The front-runner for a "theory of everything," which would corral all the known forces and particles into a single equation, is a mathematical tangle of "strings" that wander through 10 dimensions. Seen in our three-dimensional world, strings would appear as particles. Unfortunately, string theory is generally considered untestable: The seven extra dimensions are usually assumed to curl up so small that no conceivable experiment would detect them.
Now some physicists are proposing a watershed: Some of the dimensions could be as large as a millimeter and might be easily probed. "It's really profound," says University of Michigan, Ann Arbor, physicist Gordon Kane. "It's hard to say it strongly enough."
One group, who presented their work last week at the International Conference on High Energy Physics in Vancouver, Canada, looked at the possibility of loosening up the seven dimensions that the particles of the everyday world don't inhabit. Stanford University physicists Nima Arkani-Hamed and Savas Dimopoulos, with Gia Dvali of the International Center for Theoretical Physics in Italy, showed that if gravity exists in these extra dimensions, its effects could be easily detected, since gravity would be millions of times stronger at short distances than traditionally assumed. At least two tabletop experiments are planned to probe gravity's strength at distances down to a micrometer.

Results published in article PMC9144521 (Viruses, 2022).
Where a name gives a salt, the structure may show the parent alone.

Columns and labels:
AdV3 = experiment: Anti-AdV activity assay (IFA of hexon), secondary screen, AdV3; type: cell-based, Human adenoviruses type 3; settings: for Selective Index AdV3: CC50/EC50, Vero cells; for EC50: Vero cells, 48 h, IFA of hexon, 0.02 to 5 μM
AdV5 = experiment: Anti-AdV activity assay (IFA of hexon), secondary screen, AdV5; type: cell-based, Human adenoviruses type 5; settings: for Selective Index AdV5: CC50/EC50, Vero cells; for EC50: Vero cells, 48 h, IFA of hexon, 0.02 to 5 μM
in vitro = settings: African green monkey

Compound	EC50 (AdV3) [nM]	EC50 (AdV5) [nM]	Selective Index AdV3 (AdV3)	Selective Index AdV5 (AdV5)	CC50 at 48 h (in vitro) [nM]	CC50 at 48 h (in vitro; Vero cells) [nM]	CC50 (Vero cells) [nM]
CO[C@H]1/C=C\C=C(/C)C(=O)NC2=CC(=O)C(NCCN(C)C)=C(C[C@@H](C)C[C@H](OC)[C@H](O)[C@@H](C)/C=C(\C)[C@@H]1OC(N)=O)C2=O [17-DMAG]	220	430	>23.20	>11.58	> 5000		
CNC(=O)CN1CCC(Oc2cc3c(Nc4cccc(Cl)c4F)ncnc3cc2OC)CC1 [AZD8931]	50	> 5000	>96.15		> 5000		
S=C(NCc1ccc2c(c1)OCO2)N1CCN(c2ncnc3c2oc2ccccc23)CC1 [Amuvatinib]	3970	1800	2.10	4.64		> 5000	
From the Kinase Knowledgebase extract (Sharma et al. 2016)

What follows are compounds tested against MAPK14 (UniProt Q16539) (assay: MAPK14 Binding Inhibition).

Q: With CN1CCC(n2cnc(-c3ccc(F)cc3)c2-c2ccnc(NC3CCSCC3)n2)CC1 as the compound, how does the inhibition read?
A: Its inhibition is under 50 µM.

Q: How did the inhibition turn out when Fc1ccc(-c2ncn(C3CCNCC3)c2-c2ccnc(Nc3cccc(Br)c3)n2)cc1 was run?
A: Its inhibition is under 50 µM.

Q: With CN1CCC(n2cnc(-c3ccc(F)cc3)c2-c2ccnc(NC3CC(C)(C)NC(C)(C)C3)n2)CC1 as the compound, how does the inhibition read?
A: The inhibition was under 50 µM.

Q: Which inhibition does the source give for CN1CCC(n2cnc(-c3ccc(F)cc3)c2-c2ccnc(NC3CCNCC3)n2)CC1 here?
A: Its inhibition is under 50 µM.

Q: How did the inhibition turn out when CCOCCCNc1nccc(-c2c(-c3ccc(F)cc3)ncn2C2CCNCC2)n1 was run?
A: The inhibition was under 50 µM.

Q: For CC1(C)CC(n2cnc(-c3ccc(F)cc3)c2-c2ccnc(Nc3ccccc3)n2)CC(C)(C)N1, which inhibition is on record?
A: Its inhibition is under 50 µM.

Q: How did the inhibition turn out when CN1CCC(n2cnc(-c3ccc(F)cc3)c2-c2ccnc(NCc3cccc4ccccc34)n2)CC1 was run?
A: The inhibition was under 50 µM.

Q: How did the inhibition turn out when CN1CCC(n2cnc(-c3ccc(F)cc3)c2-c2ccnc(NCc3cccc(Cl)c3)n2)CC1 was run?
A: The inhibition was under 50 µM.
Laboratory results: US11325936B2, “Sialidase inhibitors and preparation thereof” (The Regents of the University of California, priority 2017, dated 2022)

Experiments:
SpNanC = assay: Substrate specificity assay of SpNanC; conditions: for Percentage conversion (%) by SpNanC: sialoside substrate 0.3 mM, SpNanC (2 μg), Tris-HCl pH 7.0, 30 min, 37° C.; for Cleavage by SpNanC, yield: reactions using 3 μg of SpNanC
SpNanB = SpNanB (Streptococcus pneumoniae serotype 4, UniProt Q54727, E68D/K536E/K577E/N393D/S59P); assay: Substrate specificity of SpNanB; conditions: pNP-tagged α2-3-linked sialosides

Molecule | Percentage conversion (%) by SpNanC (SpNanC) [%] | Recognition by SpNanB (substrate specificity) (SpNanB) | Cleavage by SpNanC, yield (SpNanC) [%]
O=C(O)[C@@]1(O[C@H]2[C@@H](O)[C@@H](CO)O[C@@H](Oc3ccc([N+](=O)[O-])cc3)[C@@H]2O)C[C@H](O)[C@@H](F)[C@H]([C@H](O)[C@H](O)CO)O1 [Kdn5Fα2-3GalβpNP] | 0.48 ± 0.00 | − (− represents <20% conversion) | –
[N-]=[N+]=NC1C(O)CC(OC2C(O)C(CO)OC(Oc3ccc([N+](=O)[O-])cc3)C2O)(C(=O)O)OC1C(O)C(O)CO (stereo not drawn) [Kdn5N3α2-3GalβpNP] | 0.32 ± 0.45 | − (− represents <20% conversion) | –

A second group, Keith Dienes, Emilian Dudas, and Tony Gherghetta at CERN in Switzerland, has shown how allowing a curled up dimension to unravel a bit allows three forces (the electromagnetic, strong, and weak) to unify into a single force at an energy a trillion times lower than previously thought. "Everyone thought the extra dimension would destroy the unification" and the theory, Dienes says, but add it and "bingo, the three forces unify almost immediately." If true, the strength of the three forces would have almost the same strength when probed at the Large Hadron Collider under construction at CERN.
The reaction to these ideas is mixed: "It's crazy, but it's not that crazy," says John Schwarz, a string theorist at the California Institute of Technology. Still, "it's a long shot," he says. Schwarz and others suspect an extra, "large" dimension for gravity might be inconsistent with various astrophysical measurements or with the current picture of the big bang. So far no one has been able to kill the idea. And, comments Juan Maldacena, a theorist at Harvard University: "In this field, any idea that is not obviously false is interesting."